Although exact records are not available, during the latter 
part of the 19th century it is believed that the Acomas possessed 
4., 000 to 5,000 sheep and goats; the Lagunas 12,000 to 15,000j and the 
Zunis 12,000 to 15,000. The real increase in numbers began in 1915 
and 1917 under the stimulation of high prices paid for wool and lambs 
during the World War. With the drop in demand and price after the 
war, there were few sales and numbers increased rapidly. For 10 or 
15 years prior to 1935, it is estimated that the Acomas grazed 7,000 
to 10,000 sheep and goats; the Lagunas 20,000 to 25,000; and the 
Zunis 20,000 to 25,000. Some herds contained very few goats, but in 
others they comprised as much as 30 per cent of the total. 



In addition to increased sheep numbers, there was an in- 
crease in population and in the number of individual owners. With no 
definite grazing policy, the ranges became depleted and the erosion 
menace assumed dangerous proportions. A few of the shrewder Indians 
acquired, at the expense of their less ambitious and aggressive 
neighbors, much larger herds than their family needs required. All 
of these things 
c omb in e d to 
make the future 
of the Pueblo 
sheep in dustry 
very uncertain. 

The 
Pueblo owner 
occasion ally 
pr ac tices the 
open-herd meth- 
od of handling 
his sheep, but 

Good type Rambouillet rams used by 
Acoma and Laguna sheep owners. 




17 



ordinarily both sheep and range suffer from excess trailing and con- 
centration around corrals, bedgrounds and watering places. There is 
little rotation of range and the same area is ordinarily used for 
lambing year after year. Following the World War, overstocking of 
reservation ranges was partially relieved by use of adjacent public 
lands. Because of competition from white stockmen, this is no long- 
er possible. 

Realizing that the ranges were badly overstocked, a con- 
certed effort to relieve this condition was started in 1935. With 
the approval of the Indians, plans were formulated to reduce live- 
stock numbers to the carrying capacity of the range in a five-year 
period. This program called for proportionate reduction in sheep 
and cattle; elimination of non-productive stock; the heaviest cut on 
the larger owners; and a uniform breeding improvement program to com- 
pensate the reduction in numbers. 

Practically all of the goats were sold from the Acoma and 
Laguna flocks in 1935. A considerable goat reduction has also been 
made in Zuni flocks. Disposal of this surplus livestock has been 
made in the fall when the animals were in the best condition. The 
Indians have been assisted in the marketing of their surplus each 
year by pooling all stock, classifying them, and selling by auction 
to the highest bidder. This method has resulted in financial advan- 
tage to the individual owners.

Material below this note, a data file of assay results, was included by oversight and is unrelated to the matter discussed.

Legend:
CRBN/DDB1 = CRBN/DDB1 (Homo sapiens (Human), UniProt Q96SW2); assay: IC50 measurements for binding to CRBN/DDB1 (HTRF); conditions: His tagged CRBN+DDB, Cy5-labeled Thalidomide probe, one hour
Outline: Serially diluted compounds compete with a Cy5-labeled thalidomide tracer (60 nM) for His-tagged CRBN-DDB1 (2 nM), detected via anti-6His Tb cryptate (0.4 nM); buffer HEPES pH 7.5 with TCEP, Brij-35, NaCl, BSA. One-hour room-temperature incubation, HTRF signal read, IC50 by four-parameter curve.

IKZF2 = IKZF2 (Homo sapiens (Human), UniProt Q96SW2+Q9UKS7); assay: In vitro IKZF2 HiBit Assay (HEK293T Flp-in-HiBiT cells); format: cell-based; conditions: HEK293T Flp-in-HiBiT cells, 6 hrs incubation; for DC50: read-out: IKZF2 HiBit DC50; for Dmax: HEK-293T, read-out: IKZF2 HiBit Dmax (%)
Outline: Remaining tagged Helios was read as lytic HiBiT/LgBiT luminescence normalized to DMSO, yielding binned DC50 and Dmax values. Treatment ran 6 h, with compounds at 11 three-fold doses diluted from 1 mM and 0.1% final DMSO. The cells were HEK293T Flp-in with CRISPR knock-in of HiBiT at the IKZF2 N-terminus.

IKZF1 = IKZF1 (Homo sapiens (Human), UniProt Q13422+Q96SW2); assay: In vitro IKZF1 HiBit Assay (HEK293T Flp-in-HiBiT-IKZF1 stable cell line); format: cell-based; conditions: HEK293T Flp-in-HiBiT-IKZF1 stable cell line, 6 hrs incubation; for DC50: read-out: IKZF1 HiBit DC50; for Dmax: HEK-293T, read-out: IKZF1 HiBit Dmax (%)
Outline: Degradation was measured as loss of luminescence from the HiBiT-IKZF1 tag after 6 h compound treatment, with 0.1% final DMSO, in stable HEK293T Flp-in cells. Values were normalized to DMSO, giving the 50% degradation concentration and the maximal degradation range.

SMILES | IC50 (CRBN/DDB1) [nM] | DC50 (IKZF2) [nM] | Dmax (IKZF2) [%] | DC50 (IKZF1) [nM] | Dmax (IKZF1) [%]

The results of this general program have been encouraging. 
Acoma and Laguna livestock have been reduced until they are now fair- 
ly close to the estimated capacity of their ranges. The Zuni Reser- 
vation, while still overstocked, has not deteriorated to the same ex- 
tent as the other two. It has been demonstrated, and most of the In- 
dian stockmen are convinced, that overgrazing has been the cause of 
much of their trouble. At the start of the program, the attitude of 
the Indians was not as receptive as it is today. Improved practices 
in the handling of sheep and range have been made possible through 
education and through the construction of more adequate watering 
places, corrals and other handling facilities. 

Improvement in the herds is being realized by the gradual 
replacement of all inferior rams with Rambouillets of approved type. 
In addition, the selection of the best of the ewe offspring for re- 
placements is being encouraged. When not in use, ram herds are main- 
tained in pastures or on range set aside for that purpose. This 
practice allows for a regulation of lambing time and insures the con- 
dition of the ram during the breeding period. 

Lambs from the Acoma and Pueblo flocks have recently re- 
ceived considerable favorable attention. In November 1937, Kansas 
State Agricultural College placed a group of Acoma and Laguna lambs 
on feed at the Garden City Experiment Station. These lambs made a 



18 



very satisfactory gain in the feed lot, and topped the packer market 
on the day they were sold. As a result of this demonstration, there 
was considerable demand for similar Pueblo lambs from commercial 
feeders in the Kansas Area in the fall of 1938. 

If the present range and livestock program is retained, the 
future of the Pueblo sheep industry looks promising. Indian coopera- 
tion is good, excess livestock has been greatly reduced, and ranges 
are approaching stabilization. Better management practices are now 
prevailing. With proper attention to sheep type, it is expected that 
in the near future annual income will equal or exceed that derived at 
the time the present program was inaugurated. 

Historically, the Indian flocks of the Southwest are in- 
separably a part of the record of the progress and growth of the Nav- 
ajo and Pueblo Tribes. 

Several Southwestern Indian tribes have long been sheep 
raisers. This is particularly true of the Navajos, and the Lagunas, 
Acomas and Zunis of the Pueblo Tribes. These people have relatively- 
large herds which are the source of a considerable portion of their 
tribal income. 



It is a historical fact that Coronado, in his travels to 
the Rio Grande region in 154-0, brought the first sheep, horses and 
mules into the Southwest. The approximate number of sheep left by